From 2007 to 2015, J.B. Van Hollen was Wisconsin's attorney general, and by 2008, his office had begun receiving dozens of complaints about an alarm service company called Vivint, Inc. Those complaints reported various fraudulent, deceptive, and unfair trade practices by Vivint, largely through the conduct of Vivint's door-to-door and telephone salespeople.
What must have stood out to Van Hollen were the patterns tying all of these complaints together: many of the alleged misrepresentations were virtually identical complaint-to-complaint. That was enough to prompt an investigation.
In the course of investigating these complaints, Van Hollen's office uncovered a sales training manual Vivint used to train each of Vivint's salespeople systematically; and, unfortunately for Vivint, to Van Hollen's office, many of the manual's directives seem to match up squarely with some of the sales practices consumers were complaining about.
For example, one of the stressors for Vivint salespeople seemed to be that, despite all of their efforts expended to make a given sale, the new customer was, by law, permitted to cancel the contract for a certain number of days after signing. This meant that all that salesperson's hard work could, in the end, not result in Vivint paying that salesperson a commission check. So, Vivint's sales training manual advised salespeople on how to deter customer cancellations: "Installing the security system within hours of when it is sold has proven to be a huge deterrent to customer cancellations." The subtext of this suggestion, although unwritten, was probably in line with one of the more common complaints the alarm service industry has always faced: once the alarm company cuts holes in your walls to install equipment, you face something of a dilemma when you decide to request cancellation but then discover that the alarm company is not going to repair the holes they cut in your wall; so, keeping the alarm equipment appears suddenly more attractive in the short-term, as it's the cheapest way at that moment to address the large holes in your wall.
Throughout Van Hollen's investigation, though, the complaints against Vivint apparently kept coming; and these complaints against Vivint seem to regularly be showing up elsewhere as well (in July 2021, the Milwaukee Journal Sentinel reported that, from July 2011 to July 2012, the Wisconsin Better Business Bureau received more complaints about Vivint than the BBB received about any other alarm company).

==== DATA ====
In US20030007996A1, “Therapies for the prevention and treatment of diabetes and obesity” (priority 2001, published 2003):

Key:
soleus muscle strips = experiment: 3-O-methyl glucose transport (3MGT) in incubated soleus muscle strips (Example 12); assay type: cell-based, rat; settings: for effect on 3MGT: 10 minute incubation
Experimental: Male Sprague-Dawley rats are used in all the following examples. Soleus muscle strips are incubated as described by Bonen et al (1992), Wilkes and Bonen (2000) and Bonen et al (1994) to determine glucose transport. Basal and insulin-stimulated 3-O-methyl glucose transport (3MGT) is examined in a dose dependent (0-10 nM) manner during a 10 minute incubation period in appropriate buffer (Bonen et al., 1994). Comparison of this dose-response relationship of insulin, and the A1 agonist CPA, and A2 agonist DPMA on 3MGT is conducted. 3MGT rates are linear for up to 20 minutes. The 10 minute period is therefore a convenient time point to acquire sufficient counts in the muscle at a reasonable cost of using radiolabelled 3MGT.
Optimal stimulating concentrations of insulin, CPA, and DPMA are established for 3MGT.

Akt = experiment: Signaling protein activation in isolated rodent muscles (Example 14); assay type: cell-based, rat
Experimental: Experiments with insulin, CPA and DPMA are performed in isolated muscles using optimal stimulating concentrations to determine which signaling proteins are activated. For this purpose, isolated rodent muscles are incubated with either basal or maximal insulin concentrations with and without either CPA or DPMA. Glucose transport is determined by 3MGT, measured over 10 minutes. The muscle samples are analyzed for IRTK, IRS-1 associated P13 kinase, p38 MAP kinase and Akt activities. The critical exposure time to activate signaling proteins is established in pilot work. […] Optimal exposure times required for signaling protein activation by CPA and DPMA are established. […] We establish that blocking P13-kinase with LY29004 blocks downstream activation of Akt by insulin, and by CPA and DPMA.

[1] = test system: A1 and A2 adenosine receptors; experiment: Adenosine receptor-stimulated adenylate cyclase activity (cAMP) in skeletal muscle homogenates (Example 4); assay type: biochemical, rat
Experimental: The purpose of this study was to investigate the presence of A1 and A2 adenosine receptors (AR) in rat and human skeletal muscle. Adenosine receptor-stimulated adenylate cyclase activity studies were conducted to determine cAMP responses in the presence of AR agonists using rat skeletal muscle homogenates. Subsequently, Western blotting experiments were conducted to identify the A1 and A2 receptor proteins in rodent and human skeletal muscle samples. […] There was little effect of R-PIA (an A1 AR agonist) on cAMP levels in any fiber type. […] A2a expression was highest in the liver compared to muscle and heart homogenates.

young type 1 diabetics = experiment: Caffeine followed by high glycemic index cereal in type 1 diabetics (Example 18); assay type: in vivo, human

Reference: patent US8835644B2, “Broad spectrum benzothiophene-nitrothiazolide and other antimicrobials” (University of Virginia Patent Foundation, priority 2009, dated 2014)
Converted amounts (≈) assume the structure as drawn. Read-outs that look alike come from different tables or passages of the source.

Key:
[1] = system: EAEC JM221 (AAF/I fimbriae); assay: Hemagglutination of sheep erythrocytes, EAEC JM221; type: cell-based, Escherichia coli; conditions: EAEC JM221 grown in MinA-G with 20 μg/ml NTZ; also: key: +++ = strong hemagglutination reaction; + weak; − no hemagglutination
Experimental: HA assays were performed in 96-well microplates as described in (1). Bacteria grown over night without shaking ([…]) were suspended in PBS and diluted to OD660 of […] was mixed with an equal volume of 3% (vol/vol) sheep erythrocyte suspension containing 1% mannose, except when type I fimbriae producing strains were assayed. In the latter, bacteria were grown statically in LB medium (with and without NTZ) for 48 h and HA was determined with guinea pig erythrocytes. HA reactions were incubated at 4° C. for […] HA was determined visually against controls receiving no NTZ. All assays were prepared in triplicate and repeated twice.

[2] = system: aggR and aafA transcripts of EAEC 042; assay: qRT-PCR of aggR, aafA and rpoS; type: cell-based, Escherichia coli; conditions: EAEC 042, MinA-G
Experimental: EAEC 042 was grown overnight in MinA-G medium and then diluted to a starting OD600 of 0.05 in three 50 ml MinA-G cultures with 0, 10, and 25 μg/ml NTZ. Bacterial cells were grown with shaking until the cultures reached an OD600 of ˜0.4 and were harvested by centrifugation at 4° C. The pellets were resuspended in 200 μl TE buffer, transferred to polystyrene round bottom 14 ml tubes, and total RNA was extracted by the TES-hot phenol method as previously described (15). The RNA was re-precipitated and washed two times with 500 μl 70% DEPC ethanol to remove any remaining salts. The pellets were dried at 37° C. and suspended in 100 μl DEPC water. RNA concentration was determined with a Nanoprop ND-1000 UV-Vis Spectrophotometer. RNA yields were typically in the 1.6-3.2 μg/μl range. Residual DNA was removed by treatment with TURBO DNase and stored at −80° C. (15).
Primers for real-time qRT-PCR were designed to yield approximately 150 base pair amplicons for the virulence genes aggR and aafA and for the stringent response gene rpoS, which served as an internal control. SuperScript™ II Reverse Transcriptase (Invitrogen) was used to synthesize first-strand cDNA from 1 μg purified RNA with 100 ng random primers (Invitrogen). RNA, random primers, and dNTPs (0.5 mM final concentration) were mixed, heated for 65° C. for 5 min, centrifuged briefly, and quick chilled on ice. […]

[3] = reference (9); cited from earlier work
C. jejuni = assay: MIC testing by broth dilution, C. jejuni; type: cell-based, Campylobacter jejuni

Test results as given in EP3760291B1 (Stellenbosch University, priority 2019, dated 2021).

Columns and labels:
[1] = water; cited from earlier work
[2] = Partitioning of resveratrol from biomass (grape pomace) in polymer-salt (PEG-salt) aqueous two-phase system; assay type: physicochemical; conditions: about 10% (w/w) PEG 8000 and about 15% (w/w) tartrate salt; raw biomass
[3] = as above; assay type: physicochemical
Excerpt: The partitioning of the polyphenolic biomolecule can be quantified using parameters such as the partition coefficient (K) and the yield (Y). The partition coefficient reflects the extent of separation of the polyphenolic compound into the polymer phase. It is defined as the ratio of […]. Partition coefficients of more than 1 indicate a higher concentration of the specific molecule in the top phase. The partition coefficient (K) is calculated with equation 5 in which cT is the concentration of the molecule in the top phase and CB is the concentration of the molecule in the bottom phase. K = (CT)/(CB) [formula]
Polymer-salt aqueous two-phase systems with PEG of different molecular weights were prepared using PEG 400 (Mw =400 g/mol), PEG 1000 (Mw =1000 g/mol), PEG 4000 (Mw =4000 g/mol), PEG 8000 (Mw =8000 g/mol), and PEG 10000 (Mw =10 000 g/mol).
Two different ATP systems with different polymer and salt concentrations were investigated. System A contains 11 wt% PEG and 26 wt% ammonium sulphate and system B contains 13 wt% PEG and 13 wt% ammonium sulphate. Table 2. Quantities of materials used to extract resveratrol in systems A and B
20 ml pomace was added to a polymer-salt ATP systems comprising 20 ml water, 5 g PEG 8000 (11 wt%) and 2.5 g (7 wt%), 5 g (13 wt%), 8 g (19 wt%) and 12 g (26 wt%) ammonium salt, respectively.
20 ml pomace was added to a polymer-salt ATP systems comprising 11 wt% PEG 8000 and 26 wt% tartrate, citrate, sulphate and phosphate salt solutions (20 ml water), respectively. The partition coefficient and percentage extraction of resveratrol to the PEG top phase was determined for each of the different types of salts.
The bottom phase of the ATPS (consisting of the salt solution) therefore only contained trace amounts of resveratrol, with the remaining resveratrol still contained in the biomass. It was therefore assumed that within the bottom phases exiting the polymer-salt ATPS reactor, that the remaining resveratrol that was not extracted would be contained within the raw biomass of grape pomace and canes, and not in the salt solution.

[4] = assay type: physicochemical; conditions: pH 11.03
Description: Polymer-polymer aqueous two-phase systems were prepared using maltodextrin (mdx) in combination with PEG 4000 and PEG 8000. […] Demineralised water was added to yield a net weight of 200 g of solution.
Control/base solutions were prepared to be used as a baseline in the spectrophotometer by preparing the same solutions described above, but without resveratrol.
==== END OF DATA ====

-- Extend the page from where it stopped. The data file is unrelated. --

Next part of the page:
So, in September 2012, Van Hollen sued Vivint for...
- Fraudulent Misrepresentations, in violation of Wis. Stat. § 100.18.
- Failure to make all disclosures required by Wis. Admin. Code § ATCP 127.64, in violation of Wis. Stat. § 100.20.
- Failure to make all disclosures required by Wis. Admin. Code § ATCP 127.72(4), in violation of Wis. Stat. § 100.20.
- Violations of the Wisconsin Consumer Act.
- Failure to make all disclosures required by Wis. Stat. §§ 422.301 and 422.303.
- Violations of Wis. Stat. §§ 425.103, 425.104, and 425.105.
- Violation of Wis. Stat. § 421.301.
- Violation of Wis. Stat. § 426.201.
- Misrepresenting customers' right to cancel, in violation of Wis. Admin. Code § ATCP 127.72(6) and Wis. Stat. § 100.20.
- Misrepresenting the basis of the purportedly "promotional" offer, in violation of Wis. Admin. Code § ATCP 127.72(11) and Wis. Stat. § 100.20.
- Violation of Wis. Admin. Code § ATCP 127.72(15) and Wis. Stat. § 100.20.
- Violation of Wis. Admin. Code § ATCP 127.81 and Wis. Stat. § 100.20.
- Violation of Wis. Admin. Code § ATCP 127.82 and Wis. Stat. § 100.52.
- Violation of Wis. Stat. § 100.195.
...and, uh, that is the abbreviated version, as I omitted from the list above, for the sake of brevity, many of the court complaint's specific details (you can click here to request a full PDF copy of the court complaint filed against Vivint, though, if you have the time and appetite to read all 21 pages).
So, what happened with this case? In the end, Vivint settled the lawsuit, agreeing to cancel about $450,000 worth of ill-gotten contractual obligation on the part of Wisconsin consumers, and also agreeing to pay the state of Wisconsin about $65,000 in costs and penalties.